That’s something we haven’t seen in a long time. A non-governmental mortgage related company just made it easier for some people to get a loan! (Not in Arizona, unfortunately, but it’s a good new trend anyway.)

Governmental and non-governmental lenders have been continuouly making mortgage loans harder and harder to get by increasing the minimum down payment and the minimum credit score. When fewer people can qualify to borrow money to buy homes, demand for homes and home prices soften. These more stringent policies are prudent but nevertheless, they lower the demand for homes.

Non-governmental lenders don’t want to lend money on homes that are falling in value.

This week, however, PMI which is the leader in private mortgage insurance, relaxed it’s requirements in “non-distressed” areas of the United States. Now, this is a big change.

PMI Group expanded its eligibility and underwriting guidelines for a number of loan products it insures, in many cases increasing maximum loan to value (LTV) thresholds.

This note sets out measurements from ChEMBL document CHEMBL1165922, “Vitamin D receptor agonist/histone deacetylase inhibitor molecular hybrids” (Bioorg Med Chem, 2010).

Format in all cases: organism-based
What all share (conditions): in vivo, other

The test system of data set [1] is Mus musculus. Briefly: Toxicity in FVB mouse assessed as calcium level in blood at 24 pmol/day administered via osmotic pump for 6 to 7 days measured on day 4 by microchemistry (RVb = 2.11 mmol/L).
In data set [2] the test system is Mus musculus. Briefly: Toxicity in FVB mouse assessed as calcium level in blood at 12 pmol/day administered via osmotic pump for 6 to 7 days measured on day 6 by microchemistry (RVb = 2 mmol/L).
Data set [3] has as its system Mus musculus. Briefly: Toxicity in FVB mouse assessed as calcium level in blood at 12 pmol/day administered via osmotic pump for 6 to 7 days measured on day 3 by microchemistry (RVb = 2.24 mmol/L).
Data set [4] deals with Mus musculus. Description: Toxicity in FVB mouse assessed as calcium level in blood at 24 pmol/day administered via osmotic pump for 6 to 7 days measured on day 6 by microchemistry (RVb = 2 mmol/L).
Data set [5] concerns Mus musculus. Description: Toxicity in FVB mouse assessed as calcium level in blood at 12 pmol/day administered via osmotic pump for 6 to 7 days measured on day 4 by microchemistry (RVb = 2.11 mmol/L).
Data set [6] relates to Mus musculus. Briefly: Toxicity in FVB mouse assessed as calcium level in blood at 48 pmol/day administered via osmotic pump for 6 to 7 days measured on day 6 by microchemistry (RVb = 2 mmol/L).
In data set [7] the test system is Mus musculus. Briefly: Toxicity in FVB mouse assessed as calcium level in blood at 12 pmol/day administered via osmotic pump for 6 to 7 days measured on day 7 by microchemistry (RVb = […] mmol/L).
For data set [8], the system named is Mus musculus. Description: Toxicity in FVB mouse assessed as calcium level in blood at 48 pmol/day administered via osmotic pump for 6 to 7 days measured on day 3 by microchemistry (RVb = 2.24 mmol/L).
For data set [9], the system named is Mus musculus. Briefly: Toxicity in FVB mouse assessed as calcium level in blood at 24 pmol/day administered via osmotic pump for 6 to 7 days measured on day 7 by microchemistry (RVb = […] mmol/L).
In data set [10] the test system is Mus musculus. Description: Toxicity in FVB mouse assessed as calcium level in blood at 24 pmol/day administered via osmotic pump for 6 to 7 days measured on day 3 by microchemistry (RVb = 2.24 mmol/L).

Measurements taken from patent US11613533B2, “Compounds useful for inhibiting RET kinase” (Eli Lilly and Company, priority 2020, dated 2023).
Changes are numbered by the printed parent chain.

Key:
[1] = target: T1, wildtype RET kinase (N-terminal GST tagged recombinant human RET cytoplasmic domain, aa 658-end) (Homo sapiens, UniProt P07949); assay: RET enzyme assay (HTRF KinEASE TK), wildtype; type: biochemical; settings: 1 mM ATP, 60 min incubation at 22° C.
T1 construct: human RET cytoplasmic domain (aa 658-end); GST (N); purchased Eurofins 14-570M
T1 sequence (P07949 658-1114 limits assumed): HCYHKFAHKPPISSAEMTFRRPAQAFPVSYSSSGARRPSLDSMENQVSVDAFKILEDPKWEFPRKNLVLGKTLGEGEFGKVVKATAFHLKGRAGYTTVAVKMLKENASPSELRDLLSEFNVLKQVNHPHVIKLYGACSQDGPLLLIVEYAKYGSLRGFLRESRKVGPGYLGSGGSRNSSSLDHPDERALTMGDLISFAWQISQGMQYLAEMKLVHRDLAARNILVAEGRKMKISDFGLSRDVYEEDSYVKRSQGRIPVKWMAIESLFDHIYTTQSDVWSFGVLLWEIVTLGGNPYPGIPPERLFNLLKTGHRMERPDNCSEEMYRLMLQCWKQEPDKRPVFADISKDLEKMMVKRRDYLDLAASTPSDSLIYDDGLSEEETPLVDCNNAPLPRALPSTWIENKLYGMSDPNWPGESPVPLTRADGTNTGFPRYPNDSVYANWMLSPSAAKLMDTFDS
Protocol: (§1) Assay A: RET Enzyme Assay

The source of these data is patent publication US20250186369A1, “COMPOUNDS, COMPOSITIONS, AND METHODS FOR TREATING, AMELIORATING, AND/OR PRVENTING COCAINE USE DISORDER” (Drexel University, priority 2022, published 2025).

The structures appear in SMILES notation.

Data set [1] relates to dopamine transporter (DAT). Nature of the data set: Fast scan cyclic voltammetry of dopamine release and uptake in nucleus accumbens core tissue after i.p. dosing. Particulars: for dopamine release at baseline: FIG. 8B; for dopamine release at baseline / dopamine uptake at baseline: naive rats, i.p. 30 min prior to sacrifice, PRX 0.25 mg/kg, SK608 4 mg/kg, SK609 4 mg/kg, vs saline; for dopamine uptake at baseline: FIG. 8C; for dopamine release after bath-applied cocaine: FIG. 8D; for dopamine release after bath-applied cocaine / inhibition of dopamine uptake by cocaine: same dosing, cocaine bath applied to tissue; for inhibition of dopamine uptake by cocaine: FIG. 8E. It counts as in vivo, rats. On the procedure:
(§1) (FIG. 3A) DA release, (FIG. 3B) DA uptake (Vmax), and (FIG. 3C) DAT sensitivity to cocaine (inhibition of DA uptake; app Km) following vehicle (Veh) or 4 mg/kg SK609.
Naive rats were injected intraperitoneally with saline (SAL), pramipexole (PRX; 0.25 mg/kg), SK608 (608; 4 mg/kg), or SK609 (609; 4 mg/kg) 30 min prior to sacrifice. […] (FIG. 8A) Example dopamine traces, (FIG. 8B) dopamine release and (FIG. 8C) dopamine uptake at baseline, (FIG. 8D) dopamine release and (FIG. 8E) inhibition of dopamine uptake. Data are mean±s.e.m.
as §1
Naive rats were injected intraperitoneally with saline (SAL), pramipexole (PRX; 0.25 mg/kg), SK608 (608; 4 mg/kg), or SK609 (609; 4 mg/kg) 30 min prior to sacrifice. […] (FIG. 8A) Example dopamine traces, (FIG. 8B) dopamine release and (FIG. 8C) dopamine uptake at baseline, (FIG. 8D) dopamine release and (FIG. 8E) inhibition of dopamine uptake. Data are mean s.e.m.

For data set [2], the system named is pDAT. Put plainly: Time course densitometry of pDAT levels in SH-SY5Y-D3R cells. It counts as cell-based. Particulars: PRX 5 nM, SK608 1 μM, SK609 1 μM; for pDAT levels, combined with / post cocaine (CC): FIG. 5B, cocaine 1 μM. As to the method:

Although the changes themselves weren’t large, the direction of the changes was a big change.

These looser standards don’t apply to Arizona but they will eventually when Arizona is no longer on PMI’s distressed markets list. I expect/hope that Arizona will be off of PMI’s distressed markets list by this time next year. I would be quite surprised if Arizona were still on their distressed markets list in 18 months.

Right now in certain distressed markets like Arizona, Nevada, California and Florida, PMI requires a minimum 10% down and a 720 credit score for single family homes and for condos 15% down and a 720 credit score. Few people are using non-governmental mortgages (paired with PMI) because FHA is at 3.5% down with a minimum of 620 credit score.

In the non-distressed markets, PMI is much more competitive. It requires a minimum of 5% down and a 680 credit score.

As PMI’s mininum down payment and credit score decline for Arizona, the non-governmental mortgage industry should be able to get traction again. When more people can qualify to borrow money to buy homes, demand for homes and home prices will strengthen.

On the other hand, by the time PMI gets down to a minimum 5% down payment in Arizona, interest rates will likely be much higher than today and higher interest rates will hurt the demand for homes.

Nevertheless, what caught my attention was that a mortgage related company was actually loosening their standards instead of tightening them.

Summary of PMI Changes